Police say missing man Daniel Fortin, 55, is high-risk. (Courtesy of VicPD)
MISSING: Daniel Fortin, 55, last seen in Victoria March 1

Anyone who sees Fortin asked to call 911

Health Minister Adrian Dix looks on as Dr. Bonnie Henry pauses for a moment as she gives her daily media briefing regarding COVID-19 for British Columbia in Victoria, B.C. THE CANADIAN PRESS/Jonathan Hayward
7 additional deaths and 542 new COVID-19 cases in B.C.

Provincial health officials reported 18 new COVID-19 cases linked to variants of concern

Anyone with information on any of these individuals is asked to call 1-800-222-TIPS (8477) or visit the website victoriacrimestoppers.ca for more information.
Greater Victoria Crime Stoppers wanted list for the week of March 2

Greater Victoria Crime Stoppers is seeking the public’s help in locating the… Continue reading

(Black Press Media file photo)
POLL: How’s your butter?

Recent reports have some Canadians giving a second look to one of… Continue reading

Chief Justice Christopher Hinkson (Office of the Chief Justice)
Judge questions whether B.C.’s top doctor appreciated right to religious freedom

Lawyer for province says Dr. Henry has outlined the reasons for her orders publicly

A sample of guns seized at the Pacific Highway border crossing from the U.S. into B.C. in 2014. Guns smuggled from the U.S. are used in criminal activity, often associated with drug gangs. (Canada Border Service Agency)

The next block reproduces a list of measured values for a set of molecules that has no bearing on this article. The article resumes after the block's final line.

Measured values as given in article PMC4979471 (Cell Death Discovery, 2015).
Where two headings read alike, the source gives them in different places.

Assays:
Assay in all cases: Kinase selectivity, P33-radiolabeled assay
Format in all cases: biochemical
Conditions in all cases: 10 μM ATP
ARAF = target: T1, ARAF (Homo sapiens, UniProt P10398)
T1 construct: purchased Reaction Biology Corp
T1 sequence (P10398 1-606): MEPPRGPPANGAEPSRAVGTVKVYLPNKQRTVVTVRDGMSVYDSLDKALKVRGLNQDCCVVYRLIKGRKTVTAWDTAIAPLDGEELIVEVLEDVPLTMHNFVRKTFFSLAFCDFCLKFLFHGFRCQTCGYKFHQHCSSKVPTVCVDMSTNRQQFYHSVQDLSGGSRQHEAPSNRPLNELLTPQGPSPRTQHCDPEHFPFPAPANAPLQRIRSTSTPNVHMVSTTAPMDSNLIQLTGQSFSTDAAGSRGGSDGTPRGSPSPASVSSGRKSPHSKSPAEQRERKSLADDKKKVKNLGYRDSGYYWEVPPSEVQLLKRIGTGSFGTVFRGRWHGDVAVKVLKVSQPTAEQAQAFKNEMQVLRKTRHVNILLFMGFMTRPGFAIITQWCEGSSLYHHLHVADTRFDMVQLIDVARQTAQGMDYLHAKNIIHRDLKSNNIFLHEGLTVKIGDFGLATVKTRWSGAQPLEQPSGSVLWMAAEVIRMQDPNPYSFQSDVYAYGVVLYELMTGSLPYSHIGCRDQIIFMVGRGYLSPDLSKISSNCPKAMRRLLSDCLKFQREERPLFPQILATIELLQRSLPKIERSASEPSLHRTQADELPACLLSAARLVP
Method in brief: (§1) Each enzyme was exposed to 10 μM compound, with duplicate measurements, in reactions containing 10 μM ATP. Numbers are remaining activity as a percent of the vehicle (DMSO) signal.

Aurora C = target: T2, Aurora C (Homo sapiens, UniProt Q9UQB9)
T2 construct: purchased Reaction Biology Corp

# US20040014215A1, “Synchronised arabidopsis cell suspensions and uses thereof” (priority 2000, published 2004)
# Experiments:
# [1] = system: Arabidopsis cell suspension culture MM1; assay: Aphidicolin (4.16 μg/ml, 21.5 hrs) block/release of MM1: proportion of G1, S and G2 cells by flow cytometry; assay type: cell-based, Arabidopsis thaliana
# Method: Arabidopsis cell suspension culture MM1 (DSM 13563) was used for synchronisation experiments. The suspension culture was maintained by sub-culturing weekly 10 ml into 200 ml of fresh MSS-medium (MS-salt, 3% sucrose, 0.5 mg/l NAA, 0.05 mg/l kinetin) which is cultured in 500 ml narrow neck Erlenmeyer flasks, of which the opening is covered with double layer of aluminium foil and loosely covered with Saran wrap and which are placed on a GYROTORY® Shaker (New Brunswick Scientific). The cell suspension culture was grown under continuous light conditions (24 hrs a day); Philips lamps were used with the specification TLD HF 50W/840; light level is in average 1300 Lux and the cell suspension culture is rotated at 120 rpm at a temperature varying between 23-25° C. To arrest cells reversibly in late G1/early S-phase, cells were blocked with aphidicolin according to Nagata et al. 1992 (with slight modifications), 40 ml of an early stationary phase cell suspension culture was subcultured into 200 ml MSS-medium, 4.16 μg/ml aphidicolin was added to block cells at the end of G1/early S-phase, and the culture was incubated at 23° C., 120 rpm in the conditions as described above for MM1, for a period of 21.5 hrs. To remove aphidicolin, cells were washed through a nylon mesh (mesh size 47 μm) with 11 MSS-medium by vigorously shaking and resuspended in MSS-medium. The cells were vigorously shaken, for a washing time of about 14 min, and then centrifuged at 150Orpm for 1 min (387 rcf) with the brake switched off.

B.C. moves to seize vehicles transporting illegal firearms

Bill bans sale of imitation or BB guns to young people

The City of Duncan will implement a new pilot project targeting vandalism this spring. (File photo)
Graffiti trouble? Duncan will give you the brush and the paint to remove it

Initiative based on a successful project to protect Port Alberni from unwanted spray paint

BC Housing minister David Eby is concerned that Penticton council’s decision to close a local homeless shelter will result in a “tent city” similar to this one in Everett, Wa. (Olivia Vanni / Black Press file)
‘Disappointed and baffled’ B.C. housing minister warns of tent city in Penticton

Penticton council’s decision to close a local homeless shelter could create tent city, says David Eby

The first of Fisheries and Oceans Canada’s long-range maritime patrol aircraft—the Dash-8—becomes operational. (Photo supplied by PAL Aerospace)
Fisheries and Oceans Canada’s new De Havilland Dash-8-100 long-range surveillance air craft is capable of staying aloft for eight to 10 hours for a variety of missions up and down the B.C. coast. (Photo supplied by PAL Aerospace)
New plane will double DFO’s surveillance capacity in B.C.

The Dash-8 will fly out of Campbell River for enforcement, conservation missions

A recently published study out of UBC has found a link between life satisfaction levels and overall health. (Pixabay)
Satisfied with life? It’s likely you’re healthier for it: UBC study

UBC psychologists have found those more satisfied with their life have a 26% reduced risk of dying

Most Read